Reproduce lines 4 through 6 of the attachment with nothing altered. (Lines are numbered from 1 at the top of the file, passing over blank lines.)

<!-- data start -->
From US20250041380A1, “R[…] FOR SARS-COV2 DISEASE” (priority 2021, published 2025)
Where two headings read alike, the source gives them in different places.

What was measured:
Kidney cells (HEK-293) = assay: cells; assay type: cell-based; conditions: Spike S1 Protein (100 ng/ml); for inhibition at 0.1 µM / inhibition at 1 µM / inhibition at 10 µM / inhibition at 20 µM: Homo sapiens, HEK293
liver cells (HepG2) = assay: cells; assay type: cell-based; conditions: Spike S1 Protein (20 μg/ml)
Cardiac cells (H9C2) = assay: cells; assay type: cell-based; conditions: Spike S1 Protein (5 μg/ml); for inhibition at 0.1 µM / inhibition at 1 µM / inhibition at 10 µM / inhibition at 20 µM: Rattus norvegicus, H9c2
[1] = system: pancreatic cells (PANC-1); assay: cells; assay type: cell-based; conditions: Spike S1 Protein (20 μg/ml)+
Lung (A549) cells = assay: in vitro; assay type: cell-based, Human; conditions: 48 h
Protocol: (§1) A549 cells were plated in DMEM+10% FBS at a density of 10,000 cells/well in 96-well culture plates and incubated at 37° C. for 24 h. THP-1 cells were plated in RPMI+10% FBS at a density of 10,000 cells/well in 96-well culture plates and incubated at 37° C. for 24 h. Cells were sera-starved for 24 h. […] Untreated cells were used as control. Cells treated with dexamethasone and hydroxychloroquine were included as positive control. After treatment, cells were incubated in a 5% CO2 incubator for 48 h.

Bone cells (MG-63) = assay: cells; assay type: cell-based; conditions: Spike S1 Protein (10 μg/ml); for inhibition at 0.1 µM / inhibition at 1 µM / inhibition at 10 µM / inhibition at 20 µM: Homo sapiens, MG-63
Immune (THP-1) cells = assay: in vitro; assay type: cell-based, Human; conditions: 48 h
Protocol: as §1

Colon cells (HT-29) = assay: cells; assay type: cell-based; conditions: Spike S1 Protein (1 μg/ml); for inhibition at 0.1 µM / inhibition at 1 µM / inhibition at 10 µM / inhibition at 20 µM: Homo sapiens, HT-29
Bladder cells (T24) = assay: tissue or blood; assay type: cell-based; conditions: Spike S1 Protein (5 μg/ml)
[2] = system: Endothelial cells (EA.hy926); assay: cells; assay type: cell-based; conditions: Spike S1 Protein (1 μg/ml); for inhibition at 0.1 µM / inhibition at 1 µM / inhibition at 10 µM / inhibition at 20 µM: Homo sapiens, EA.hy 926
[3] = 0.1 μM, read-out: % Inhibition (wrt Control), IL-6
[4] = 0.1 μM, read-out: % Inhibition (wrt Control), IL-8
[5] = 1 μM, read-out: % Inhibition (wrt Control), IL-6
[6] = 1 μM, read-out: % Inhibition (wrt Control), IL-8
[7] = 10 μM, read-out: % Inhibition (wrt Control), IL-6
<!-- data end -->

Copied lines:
Kidney cells (HEK-293) = assay: cells; assay type: cell-based; conditions: Spike S1 Protein (100 ng/ml); for inhibition at 0.1 µM / inhibition at 1 µM / inhibition at 10 µM / inhibition at 20 µM: Homo sapiens, HEK293
liver cells (HepG2) = assay: cells; assay type: cell-based; conditions: Spike S1 Protein (20 μg/ml)
Cardiac cells (H9C2) = assay: cells; assay type: cell-based; conditions: Spike S1 Protein (5 μg/ml); for inhibition at 0.1 µM / inhibition at 1 µM / inhibition at 10 µM / inhibition at 20 µM: Rattus norvegicus, H9c2